Por qué algunos vuelos de la RCAF desaparecerán de los rastreadores de vuelos

The proliferation of flight trackers and their increasing ability to follow aircraft has raised concerns with the Royal Canadian Air Force (RCAF).

The air arm states: “While this is not a concern for many Canadian military flights, such as training flights or search and rescue missions, there are occasions where tracking of military aircraft or associated flight data could pose concerns for operational security and safety.”

Consequently, “the Royal Canadian Air Force is implementing measures to enhance the operational security on some operational flights, including limiting publicly available flight data…and would be driven by the context of the operation and by indicators derived from threat assessments. The measures applied to increase operational security will be used sparingly”.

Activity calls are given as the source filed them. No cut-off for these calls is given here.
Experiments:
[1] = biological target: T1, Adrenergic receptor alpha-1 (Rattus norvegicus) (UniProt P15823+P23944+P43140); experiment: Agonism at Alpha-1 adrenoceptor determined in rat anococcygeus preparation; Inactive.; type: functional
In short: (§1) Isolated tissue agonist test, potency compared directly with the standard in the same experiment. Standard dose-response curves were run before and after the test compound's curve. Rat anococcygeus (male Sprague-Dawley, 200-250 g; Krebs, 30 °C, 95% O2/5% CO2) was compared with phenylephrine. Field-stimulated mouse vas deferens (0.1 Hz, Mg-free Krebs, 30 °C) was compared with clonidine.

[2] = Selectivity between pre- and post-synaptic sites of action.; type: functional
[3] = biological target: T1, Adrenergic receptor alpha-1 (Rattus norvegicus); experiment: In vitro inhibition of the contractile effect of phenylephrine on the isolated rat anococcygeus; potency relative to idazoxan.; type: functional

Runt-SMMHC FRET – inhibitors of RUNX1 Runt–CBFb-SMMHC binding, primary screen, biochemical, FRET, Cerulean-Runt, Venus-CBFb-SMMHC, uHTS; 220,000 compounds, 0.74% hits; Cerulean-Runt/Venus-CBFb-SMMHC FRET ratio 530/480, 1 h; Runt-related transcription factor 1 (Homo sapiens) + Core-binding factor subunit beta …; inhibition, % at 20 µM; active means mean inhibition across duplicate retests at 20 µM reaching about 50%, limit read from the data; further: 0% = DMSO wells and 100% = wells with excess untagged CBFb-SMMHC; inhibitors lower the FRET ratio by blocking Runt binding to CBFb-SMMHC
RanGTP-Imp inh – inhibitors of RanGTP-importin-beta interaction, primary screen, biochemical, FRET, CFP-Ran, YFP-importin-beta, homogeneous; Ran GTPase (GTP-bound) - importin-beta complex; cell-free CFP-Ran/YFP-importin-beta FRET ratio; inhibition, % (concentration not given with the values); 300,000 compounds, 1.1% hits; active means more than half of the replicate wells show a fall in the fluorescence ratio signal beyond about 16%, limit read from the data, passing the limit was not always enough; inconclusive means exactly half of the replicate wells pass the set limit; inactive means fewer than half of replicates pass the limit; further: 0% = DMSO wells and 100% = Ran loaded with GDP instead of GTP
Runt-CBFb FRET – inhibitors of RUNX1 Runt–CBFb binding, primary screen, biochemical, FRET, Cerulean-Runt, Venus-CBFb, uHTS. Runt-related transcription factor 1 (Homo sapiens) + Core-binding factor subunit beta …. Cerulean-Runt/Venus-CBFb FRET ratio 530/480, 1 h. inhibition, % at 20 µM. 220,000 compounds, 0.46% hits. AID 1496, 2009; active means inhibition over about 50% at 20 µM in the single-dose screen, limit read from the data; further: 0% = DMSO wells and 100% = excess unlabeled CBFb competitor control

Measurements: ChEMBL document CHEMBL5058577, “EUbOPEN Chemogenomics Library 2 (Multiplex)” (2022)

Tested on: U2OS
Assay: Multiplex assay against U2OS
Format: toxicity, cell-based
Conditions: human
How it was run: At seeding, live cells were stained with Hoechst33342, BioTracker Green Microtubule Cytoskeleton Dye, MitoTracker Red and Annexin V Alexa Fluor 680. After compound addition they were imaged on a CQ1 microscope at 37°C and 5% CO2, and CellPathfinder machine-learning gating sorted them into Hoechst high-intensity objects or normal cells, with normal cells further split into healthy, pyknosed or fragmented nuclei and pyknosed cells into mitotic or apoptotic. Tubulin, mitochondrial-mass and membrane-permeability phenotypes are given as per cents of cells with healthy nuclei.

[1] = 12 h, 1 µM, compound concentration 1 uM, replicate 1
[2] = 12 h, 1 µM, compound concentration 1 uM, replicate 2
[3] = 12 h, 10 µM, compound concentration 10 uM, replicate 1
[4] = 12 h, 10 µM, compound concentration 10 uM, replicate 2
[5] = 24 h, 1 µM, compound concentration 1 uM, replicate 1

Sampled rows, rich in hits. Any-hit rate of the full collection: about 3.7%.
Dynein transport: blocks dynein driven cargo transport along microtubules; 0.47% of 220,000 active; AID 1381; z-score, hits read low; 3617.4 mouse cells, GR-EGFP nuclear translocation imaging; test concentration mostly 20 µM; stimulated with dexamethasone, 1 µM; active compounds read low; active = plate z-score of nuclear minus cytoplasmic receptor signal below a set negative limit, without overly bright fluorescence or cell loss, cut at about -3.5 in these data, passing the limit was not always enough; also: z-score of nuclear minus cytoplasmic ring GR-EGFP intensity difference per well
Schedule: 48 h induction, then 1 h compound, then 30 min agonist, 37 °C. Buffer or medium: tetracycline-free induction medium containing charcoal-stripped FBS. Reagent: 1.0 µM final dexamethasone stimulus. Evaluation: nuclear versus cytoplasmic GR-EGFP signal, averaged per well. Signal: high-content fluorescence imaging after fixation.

Colonel Jody Hanson, director of the Combined Aerospace Operations Centre stated: “We are working with partners like Transport Canada, NAV Canada and the US Federal Aviation Administration to implement some measures to ensure our aircraft can operate discreetly, when required for reasons of operational security.”

The RCAF is looking to hide aircraft from flight trackers where it feels operational security needs to be enhanced. This CC-177 from 429 Transport Squadron is shown landing on a gravel runway at Resolute Bay Airport in Canada’s northern Nunavut territory, demonstrating the type’s rough field capability. 
The RCAF is looking to hide aircraft from flight trackers where it feels operational security needs to be enhanced. This CC-177 from 429 Transport Squadron is shown landing on a gravel runway at Resolute Bay Airport in Canada’s northern Nunavut territory, demonstrating the type’s rough field capability.  Canadian Forces Combat Camera/Sgt Norm McLean